Placebo-Controlled Trial Comparing Intermittent and Continuous Paroxetine in Premenstrual Dysphoric Disorder
Key points of the 'Clinical Research'
- Serotonin reuptake inhibitors (SRIs) do not have to be administered continuously to be effective for premenstrual dysphoric disorder (PMDD), but can be given during luteal phases only.
- The study indicates that the response rate when treating PMDD with SRIs is high, and that irritability is a key target symptom. Symptoms such as irritability, affect lability, and mood swings appear to be more inclined to respond rapidly to SRIs, enabling intermittent treatment, than are, for example, the somatic symptoms.
The 'study' was headed by Mikael Landén of the Department of Clinical Neuroscience, Section of Psychiatry St Göran, Karolinska Institutet, SE 112 81 Stockholm, Sweden.
Want to know who had a vested interest in this 'clinical research'?
This study was supported by grants from Novo Nordisk Sweden and GlaxoSmithKline. We thank study nurses Benita Gezelius and Carin Carlquist forskillful assistance. Dr Brian Hunter at Glaxo SmithKline gave valuable input on the study protocol. Niklas Morton and Gunnar Ekroth provided valuable statistical advice."
Paroxetine is manufactured by GlaxoSmithKline.
Do we really need to say anymore?
...And what about the premenstrual syndrome paper?
Written by Kimberly Ann Yonkers, P M Shaughn O’Brien and Elias Eriksson.
"Serotonin reuptake inhibitors (SRIs)Many clinical trials evaluating the efficacy of an SRI for the management ofPMS/PMDD have shown benefit, the response rate usually being 60-90% foractive treatment versus 30-40% for placebo.110 SRIs that have been shown effective are the serotonergic tricyclic antidepressant clomipramine, theselective SRIs citalopram, escitalopram, fluoxetine, paroxetine,andsertraline, and the serotonin and noradrenaline reuptake inhibitorvenlafaxine (table). SRIs reduce both mood symptoms and somatic complaints,and they also improve quality of life and social functioning. Many believethat SRIs should be regarded as first-line treatment in PMS patients withsevere mood symptoms.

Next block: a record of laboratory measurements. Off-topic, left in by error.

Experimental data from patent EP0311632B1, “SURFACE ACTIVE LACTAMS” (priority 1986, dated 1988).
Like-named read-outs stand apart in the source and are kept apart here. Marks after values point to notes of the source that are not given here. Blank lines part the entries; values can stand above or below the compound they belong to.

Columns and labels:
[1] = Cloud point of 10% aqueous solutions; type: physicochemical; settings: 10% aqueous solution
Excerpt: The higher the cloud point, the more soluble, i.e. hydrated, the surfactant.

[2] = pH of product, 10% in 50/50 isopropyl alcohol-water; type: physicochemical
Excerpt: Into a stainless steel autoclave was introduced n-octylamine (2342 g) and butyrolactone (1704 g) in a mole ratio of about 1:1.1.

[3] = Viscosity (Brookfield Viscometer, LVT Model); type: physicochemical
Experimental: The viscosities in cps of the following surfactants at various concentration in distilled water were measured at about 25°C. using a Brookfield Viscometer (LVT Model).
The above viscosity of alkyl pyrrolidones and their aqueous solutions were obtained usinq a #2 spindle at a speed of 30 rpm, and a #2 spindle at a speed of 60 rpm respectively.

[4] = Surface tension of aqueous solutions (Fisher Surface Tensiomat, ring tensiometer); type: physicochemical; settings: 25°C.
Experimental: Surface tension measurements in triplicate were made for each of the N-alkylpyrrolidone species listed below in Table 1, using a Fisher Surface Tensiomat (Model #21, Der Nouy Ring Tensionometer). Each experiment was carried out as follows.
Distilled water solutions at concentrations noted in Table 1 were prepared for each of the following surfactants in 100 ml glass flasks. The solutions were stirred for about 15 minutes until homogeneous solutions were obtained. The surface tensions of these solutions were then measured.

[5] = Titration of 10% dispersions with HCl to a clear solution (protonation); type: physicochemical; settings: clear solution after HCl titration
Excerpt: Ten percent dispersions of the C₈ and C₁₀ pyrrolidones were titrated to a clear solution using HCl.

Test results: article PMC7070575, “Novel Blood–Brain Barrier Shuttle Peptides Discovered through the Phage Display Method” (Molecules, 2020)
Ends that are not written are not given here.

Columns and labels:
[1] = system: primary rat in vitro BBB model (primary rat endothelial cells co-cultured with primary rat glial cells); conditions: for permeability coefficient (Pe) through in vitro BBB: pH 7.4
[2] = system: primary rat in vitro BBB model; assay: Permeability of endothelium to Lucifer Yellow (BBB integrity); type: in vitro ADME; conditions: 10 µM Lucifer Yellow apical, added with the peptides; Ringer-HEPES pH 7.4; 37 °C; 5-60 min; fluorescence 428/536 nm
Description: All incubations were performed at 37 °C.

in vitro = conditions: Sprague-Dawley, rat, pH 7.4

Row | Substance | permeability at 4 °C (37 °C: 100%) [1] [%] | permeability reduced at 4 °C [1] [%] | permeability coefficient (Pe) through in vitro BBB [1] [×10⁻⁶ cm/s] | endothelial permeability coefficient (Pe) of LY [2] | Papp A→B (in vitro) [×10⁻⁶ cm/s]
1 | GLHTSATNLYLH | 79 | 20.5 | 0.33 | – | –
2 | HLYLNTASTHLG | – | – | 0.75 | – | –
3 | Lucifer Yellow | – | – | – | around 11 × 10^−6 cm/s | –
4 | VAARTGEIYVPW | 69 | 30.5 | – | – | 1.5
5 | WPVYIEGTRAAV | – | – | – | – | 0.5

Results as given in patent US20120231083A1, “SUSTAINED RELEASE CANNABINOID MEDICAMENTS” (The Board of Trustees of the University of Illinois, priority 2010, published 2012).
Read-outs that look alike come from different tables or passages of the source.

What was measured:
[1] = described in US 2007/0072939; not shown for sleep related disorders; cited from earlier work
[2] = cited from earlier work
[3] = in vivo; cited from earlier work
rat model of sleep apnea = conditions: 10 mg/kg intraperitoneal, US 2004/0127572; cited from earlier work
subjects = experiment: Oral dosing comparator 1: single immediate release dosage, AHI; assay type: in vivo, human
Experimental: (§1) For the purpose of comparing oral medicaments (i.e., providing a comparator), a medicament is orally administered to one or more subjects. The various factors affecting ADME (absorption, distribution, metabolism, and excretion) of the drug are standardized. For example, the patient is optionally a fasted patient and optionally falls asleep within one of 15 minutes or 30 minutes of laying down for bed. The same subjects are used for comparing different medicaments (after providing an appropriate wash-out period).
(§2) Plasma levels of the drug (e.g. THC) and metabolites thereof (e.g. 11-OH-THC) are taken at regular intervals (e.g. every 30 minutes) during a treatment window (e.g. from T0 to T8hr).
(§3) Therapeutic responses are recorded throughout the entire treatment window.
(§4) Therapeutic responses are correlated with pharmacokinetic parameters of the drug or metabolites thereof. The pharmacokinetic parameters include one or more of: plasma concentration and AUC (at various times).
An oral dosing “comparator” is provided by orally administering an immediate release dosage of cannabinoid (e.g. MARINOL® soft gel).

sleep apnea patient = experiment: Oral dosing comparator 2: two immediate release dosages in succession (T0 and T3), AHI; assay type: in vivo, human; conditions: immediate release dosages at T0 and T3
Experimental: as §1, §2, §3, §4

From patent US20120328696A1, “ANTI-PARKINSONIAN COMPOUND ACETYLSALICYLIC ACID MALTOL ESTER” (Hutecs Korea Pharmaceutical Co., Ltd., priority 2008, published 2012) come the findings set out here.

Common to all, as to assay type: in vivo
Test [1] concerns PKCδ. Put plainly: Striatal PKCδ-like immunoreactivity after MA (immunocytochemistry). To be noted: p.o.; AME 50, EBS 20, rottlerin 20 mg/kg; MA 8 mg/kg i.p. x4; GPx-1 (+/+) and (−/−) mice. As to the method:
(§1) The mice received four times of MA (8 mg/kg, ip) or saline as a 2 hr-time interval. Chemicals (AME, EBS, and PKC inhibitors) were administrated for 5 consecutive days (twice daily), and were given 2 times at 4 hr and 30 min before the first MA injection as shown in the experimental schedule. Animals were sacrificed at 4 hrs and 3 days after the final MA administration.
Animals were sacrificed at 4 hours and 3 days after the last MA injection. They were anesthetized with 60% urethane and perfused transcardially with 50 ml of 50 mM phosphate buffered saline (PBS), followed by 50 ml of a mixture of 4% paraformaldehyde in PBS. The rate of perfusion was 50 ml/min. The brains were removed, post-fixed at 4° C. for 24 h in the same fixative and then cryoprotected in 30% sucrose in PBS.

Kimberly Ann Yonkers, P M Shaughn O’Brien and Elias Eriksson Conflict of Interest Statement appears in very small text on the paper.
I'll enlarge it for you all. [KAY is Kimberly Ann Yonkers], the other two authors were P M Shaughn O’Brien and Elias Eriksson or PMSO'B and EE
"Between 2004 and 2006, KAY provided a consultation to Wyeth and Berlex; received honoraria from Wyeth and Berlex that was less than $10 000 annually; received grants from Berlex, Wyeth, and medication to support asmall study from GlaxoSmithKline and from Pfizer; grants from the National Institutes of Health, the National Association for Research in Schizophrenia and Affective Disorders, and the Federal Health Resources Services Administration; received an honorarium in 2007 for a lecture from Berlex; and receives continued grants from Wyeth (ongoing since 2006) and from the National Institutes of Health and the National Association for Research in Schizophrenia and Affective Disorders. Between 2004 and 2007.
PMSO'B provided consultations to Bayer Schering and TAP Pharmaceuticals; received research grants from Bayer Schering, Wyeth, GlaxoSmithKline, Beecham, and Lilly; received honoraria from Bayer Schering totally less than £5000; and received grants from the British Heart Foundation and North Staffordshire Medical Institute.
EE has received research grants from Lundbeck and Bristol Myers Squibb, and has provided consultations to Schering, Lundbeck, and Lilly."
Dunno bout you... but something just does not sit right with me.
Read the new book, The Evidence, However, Is Clear...The Seroxat Scandal
By Bob Fiddaman
AVAILABLE FOR DOWNLOAD HERE
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